Credit Score: When Closing Accounts May Go Wrong

2014-01-18 - Credit App Review
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Not too long ago we helped unravel a situation worth mentioning: If you will soon apply to rent (or purchase) a home, be wary of closing zero balance accounts.

What does this mean? Evidently some prospective tenants with many credit cards believe a landlord rental application review can be improved by “strengthening” their credit reports through consolidation of debts on several credit cards into just one or two cards then closing the others that have a zero balance. Perhaps they think reducing total available credit lines will not only decrease their ability to use credit but also have the converse effect of somehow amplifying the perceived purchasing power of their income. Since their earnings and overall expenses are likely to be stable during the landlord’s review process, at first glimpse  such a thought process may appear appropriate … though in reality an adverse result from account closures is probable and more likely to occur in the near-term.

Of course, having too much available credit for a given amount of income can be a negative factor. But voluntarily closing accounts should be carefully planned. Even if the level of debt remains unchanged, account closures elevate the percentage of debt against the total credit limit, which could have an unfavorable outcome on a credit score. To illustrate the principle involved, let’s look at a hypothetical case.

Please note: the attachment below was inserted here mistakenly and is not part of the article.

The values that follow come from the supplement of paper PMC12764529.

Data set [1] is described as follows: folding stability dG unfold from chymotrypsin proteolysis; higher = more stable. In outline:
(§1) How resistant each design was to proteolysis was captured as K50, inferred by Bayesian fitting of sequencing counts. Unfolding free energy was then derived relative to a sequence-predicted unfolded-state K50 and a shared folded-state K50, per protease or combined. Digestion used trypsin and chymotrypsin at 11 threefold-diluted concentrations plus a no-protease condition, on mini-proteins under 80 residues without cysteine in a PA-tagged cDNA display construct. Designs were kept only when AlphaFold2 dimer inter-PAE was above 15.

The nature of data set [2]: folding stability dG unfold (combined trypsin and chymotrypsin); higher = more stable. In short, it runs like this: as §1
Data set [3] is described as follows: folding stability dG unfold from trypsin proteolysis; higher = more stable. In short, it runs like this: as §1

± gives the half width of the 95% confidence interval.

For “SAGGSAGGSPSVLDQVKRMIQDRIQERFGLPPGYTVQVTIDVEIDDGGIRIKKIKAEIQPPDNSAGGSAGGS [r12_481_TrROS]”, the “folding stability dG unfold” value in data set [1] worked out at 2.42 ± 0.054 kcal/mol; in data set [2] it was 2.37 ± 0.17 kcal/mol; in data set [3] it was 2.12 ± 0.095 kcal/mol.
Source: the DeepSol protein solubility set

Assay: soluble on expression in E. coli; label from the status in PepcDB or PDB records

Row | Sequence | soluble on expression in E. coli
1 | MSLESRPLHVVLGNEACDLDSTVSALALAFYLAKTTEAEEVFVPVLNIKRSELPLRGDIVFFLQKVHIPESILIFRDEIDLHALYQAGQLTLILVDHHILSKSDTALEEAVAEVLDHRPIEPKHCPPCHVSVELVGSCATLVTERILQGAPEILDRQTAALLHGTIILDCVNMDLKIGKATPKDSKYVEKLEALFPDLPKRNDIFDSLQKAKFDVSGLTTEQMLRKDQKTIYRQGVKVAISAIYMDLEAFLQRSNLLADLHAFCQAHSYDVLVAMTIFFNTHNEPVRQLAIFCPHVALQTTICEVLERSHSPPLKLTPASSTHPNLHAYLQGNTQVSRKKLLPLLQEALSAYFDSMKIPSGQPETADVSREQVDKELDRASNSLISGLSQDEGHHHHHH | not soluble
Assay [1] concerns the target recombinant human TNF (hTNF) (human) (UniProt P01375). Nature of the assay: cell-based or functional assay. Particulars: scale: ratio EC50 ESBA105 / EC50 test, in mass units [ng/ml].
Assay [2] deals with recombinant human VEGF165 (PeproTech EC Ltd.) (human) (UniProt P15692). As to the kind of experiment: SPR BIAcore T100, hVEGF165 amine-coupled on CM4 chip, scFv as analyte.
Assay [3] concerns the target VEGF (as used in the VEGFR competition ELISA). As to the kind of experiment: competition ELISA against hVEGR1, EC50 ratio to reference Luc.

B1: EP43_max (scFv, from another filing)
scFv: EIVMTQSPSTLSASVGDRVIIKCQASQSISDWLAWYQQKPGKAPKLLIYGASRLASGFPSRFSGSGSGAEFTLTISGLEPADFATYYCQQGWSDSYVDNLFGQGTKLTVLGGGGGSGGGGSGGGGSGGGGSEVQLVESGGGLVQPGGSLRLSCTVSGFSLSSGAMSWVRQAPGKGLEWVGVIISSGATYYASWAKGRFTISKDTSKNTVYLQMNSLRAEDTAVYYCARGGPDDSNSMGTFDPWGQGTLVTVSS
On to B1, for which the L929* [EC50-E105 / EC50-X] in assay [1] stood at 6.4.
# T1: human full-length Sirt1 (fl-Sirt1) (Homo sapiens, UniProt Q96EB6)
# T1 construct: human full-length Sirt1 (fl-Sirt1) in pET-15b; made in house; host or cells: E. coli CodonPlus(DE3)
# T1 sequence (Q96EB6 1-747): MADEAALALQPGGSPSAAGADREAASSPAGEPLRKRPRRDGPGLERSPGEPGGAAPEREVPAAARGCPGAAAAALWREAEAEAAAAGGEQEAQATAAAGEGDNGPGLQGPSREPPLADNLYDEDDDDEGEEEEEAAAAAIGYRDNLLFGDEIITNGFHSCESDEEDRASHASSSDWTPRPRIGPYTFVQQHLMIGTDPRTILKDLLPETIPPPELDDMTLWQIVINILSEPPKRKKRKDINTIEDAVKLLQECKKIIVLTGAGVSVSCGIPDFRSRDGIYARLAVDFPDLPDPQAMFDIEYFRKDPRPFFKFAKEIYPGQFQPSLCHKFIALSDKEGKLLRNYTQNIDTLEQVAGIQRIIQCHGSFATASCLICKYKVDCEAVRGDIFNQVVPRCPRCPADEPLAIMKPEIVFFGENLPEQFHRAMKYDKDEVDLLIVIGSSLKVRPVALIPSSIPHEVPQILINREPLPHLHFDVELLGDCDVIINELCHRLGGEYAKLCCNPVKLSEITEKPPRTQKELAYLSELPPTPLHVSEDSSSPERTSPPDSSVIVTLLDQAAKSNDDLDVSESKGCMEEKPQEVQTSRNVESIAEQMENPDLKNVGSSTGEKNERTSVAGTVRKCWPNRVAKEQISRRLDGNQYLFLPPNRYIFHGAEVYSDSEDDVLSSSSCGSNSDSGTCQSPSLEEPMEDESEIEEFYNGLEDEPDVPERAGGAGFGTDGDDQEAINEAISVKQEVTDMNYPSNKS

For simplicity we’ll assume: (i) Mr. Applicant has annual income sufficient for his housing and overall expenses; (ii) his credit card debts total $16,000; (iii) he has two credit cards, each with a credit limit of $15,000; and (iv) he has two more credit cards, each with a credit limit of $10,000. Accordingly, his overall credit limit is $50,000 ($15,000 x 2 = $30,000;  $10,000 x 2 = $20,000;  $30,000 + $20,000 = $50,000). Under this scenario he would be using 32% of his credit lines ($16,000 of debt  / $50,000 overall credit limit  = 32%).

If Mr. Applicant consolidates his credit card debt into the two $15,000 limit credit card accounts, then closes the two $10,000 limit accounts, he would reduce his overall $50,000 credit limit down to $30,000. With this credit limit reduction Mr. Applicant’s use of his credit lines suddenly vaults to 53% ($16,000 of debt / $30,000 overall credit limit = 53%).

Since a credit score is inclined to prefer a low debt percentage (which is often a benchmark less than one-third of the credit limit), if the percentage jumps above the benchmark it may lower a credit score and capture the attention of the landlord, which could strain a rental application review. So if you’re seeking to proactively improve your credit score for a rental or purchase application, or any other reason, you should first talk with and get the advice of your financial advisor or accountant before taking action.

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Disclaimer: The purposes of this blog are to promote discussion of the presented topic as well as generate general awareness of services that Inhouse Corporation offers. At no time should the reader rely upon or act upon any advice, suggestion, speculation, comment and/or fact that may be stated or implied in this blog without the consent, guidance, oversight and performance of a professional qualified in the subject matter. If you have a question or want assistance with a matter featured in this blog, please contact us at (include the blog article title on the subject line). Links, references and credits in this blog are for the informational convenience of the reader only and are not endorsements by the author or Inhouse Corporation.

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One Response to “Credit Score: When Closing Accounts May Go Wrong”

  1. garnishment Says:

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